The ULC has examined the coalition agreement in depth and has expressed its satisfaction that the government has acknowledged its demands, particularly the creation of a dedicated consumer protection ministry.

Whilst the ULC did not react favourably to all relevant aspects of the coalition agreement, it is generally satisfied. The ULC has advocated the creation of a consumer protection ministry on many occasions in the past and is especially satisfied that the government is following that suggestion.

A further aspect of the coalition agreement received favourably by the ULC is the possible introduction of class action suits. However, the association did stress that this was promised in the 2013 coalition agreement but did not come to fruition in the 2013-2018 legislative period.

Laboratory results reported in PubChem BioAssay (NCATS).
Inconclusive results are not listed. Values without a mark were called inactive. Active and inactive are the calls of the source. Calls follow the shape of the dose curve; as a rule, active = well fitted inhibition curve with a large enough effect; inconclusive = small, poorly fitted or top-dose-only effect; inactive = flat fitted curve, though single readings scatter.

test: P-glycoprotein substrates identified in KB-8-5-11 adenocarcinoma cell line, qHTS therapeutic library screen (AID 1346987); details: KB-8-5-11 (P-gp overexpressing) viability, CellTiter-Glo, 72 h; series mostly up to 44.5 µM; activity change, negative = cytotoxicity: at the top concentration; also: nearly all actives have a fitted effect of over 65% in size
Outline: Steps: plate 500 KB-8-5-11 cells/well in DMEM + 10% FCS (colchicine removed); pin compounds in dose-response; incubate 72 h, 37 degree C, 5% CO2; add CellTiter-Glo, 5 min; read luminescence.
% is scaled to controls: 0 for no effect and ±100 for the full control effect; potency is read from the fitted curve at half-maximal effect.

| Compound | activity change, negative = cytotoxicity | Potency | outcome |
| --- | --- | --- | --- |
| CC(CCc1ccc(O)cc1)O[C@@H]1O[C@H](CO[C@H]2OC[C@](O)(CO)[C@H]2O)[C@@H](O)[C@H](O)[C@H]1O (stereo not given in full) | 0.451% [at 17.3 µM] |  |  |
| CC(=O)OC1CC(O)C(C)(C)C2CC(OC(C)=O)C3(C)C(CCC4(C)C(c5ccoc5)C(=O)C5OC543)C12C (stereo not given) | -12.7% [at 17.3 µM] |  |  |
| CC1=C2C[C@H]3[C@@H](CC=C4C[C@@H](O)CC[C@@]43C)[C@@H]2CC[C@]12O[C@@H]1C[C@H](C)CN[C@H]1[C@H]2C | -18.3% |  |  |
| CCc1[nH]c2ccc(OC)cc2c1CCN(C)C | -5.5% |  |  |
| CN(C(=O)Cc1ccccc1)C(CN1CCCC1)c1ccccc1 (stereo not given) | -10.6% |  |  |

The ULC's president, Nico Hoffman, did stress that the ULC was less than satisfied with bank fees and would continue to remain on the ball with pressing this issue. The ULC also took issue with the pension costs for nursing homes. The association has called for a simulator which could show what type of costs are associated with care. Hoffmann highlighted that the Ministry of Family Affairs had promised such a simulator last year, but has not yet delivered on this promise.